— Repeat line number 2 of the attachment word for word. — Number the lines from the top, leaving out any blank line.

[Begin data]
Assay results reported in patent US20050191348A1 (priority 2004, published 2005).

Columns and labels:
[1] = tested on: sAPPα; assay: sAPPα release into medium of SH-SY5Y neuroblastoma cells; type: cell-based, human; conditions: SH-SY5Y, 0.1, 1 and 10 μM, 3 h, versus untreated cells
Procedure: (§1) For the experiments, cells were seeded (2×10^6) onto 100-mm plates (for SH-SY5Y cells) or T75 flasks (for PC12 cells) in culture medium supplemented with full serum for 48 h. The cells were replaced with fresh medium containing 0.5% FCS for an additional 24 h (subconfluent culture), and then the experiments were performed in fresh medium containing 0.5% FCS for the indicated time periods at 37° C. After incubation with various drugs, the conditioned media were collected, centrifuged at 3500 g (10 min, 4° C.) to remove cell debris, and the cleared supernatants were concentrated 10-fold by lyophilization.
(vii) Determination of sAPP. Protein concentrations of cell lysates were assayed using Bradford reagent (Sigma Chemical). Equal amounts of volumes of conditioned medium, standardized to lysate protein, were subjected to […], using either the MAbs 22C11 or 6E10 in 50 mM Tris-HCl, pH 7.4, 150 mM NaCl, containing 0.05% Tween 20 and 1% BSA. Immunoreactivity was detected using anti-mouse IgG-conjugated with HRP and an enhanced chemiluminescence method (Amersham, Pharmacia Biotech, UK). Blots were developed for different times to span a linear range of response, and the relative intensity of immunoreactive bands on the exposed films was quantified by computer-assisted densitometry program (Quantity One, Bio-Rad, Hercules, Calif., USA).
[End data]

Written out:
Columns and labels: